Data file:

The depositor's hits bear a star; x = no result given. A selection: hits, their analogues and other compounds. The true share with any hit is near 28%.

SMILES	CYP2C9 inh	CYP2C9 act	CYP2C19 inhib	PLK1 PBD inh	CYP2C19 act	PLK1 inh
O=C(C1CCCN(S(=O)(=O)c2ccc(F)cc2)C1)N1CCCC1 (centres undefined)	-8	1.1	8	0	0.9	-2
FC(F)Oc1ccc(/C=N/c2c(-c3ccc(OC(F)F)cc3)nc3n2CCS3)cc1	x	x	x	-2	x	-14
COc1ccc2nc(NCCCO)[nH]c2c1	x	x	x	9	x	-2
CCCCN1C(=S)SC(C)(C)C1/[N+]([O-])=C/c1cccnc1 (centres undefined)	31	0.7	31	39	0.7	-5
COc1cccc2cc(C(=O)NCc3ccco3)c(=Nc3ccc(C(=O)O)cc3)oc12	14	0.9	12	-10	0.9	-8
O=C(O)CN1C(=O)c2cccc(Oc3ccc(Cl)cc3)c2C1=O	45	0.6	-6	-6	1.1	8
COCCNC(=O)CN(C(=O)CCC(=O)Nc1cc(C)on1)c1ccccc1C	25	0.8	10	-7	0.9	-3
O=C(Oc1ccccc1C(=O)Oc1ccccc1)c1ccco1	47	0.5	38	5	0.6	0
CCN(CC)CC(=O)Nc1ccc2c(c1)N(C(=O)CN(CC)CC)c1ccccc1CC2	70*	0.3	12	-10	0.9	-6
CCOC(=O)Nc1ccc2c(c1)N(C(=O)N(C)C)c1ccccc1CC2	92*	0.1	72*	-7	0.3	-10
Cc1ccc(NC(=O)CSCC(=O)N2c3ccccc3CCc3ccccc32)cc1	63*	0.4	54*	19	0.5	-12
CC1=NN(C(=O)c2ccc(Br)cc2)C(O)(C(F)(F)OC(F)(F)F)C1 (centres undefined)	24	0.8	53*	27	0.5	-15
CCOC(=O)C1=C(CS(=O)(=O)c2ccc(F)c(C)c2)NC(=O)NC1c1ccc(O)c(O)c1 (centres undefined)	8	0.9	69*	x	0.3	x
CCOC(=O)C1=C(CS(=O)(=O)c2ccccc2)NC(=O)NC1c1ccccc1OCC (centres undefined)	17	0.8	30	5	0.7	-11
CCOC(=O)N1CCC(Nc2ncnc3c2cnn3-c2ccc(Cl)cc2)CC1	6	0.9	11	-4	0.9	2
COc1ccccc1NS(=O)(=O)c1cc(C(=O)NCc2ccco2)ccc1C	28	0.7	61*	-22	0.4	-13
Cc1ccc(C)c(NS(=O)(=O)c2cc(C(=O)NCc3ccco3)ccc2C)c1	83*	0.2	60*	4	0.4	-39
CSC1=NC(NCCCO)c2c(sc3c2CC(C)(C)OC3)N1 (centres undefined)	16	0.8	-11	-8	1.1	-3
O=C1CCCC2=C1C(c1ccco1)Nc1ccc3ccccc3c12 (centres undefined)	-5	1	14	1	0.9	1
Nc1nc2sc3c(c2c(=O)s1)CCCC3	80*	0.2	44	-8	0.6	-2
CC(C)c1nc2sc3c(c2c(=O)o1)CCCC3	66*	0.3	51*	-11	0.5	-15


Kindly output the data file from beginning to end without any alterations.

The depositor's hits bear a star; x = no result given. A selection: hits, their analogues and other compounds. The true share with any hit is near 28%.

SMILES	CYP2C9 inh	CYP2C9 act	CYP2C19 inhib	PLK1 PBD inh	CYP2C19 act	PLK1 inh
O=C(C1CCCN(S(=O)(=O)c2ccc(F)cc2)C1)N1CCCC1 (centres undefined)	-8	1.1	8	0	0.9	-2
FC(F)Oc1ccc(/C=N/c2c(-c3ccc(OC(F)F)cc3)nc3n2CCS3)cc1	x	x	x	-2	x	-14
COc1ccc2nc(NCCCO)[nH]c2c1	x	x	x	9	x	-2
CCCCN1C(=S)SC(C)(C)C1/[N+]([O-])=C/c1cccnc1 (centres undefined)	31	0.7	31	39	0.7	-5
COc1cccc2cc(C(=O)NCc3ccco3)c(=Nc3ccc(C(=O)O)cc3)oc12	14	0.9	12	-10	0.9	-8
O=C(O)CN1C(=O)c2cccc(Oc3ccc(Cl)cc3)c2C1=O	45	0.6	-6	-6	1.1	8
COCCNC(=O)CN(C(=O)CCC(=O)Nc1cc(C)on1)c1ccccc1C	25	0.8	10	-7	0.9	-3
O=C(Oc1ccccc1C(=O)Oc1ccccc1)c1ccco1	47	0.5	38	5	0.6	0
CCN(CC)CC(=O)Nc1ccc2c(c1)N(C(=O)CN(CC)CC)c1ccccc1CC2	70*	0.3	12	-10	0.9	-6
CCOC(=O)Nc1ccc2c(c1)N(C(=O)N(C)C)c1ccccc1CC2	92*	0.1	72*	-7	0.3	-10
Cc1ccc(NC(=O)CSCC(=O)N2c3ccccc3CCc3ccccc32)cc1	63*	0.4	54*	19	0.5	-12
CC1=NN(C(=O)c2ccc(Br)cc2)C(O)(C(F)(F)OC(F)(F)F)C1 (centres undefined)	24	0.8	53*	27	0.5	-15
CCOC(=O)C1=C(CS(=O)(=O)c2ccc(F)c(C)c2)NC(=O)NC1c1ccc(O)c(O)c1 (centres undefined)	8	0.9	69*	x	0.3	x
CCOC(=O)C1=C(CS(=O)(=O)c2ccccc2)NC(=O)NC1c1ccccc1OCC (centres undefined)	17	0.8	30	5	0.7	-11
CCOC(=O)N1CCC(Nc2ncnc3c2cnn3-c2ccc(Cl)cc2)CC1	6	0.9	11	-4	0.9	2
COc1ccccc1NS(=O)(=O)c1cc(C(=O)NCc2ccco2)ccc1C	28	0.7	61*	-22	0.4	-13
Cc1ccc(C)c(NS(=O)(=O)c2cc(C(=O)NCc3ccco3)ccc2C)c1	83*	0.2	60*	4	0.4	-39
CSC1=NC(NCCCO)c2c(sc3c2CC(C)(C)OC3)N1 (centres undefined)	16	0.8	-11	-8	1.1	-3
O=C1CCCC2=C1C(c1ccco1)Nc1ccc3ccccc3c12 (centres undefined)	-5	1	14	1	0.9	1
Nc1nc2sc3c(c2c(=O)s1)CCCC3	80*	0.2	44	-8	0.6	-2
CC(C)c1nc2sc3c(c2c(=O)o1)CCCC3	66*	0.3	51*	-11	0.5	-15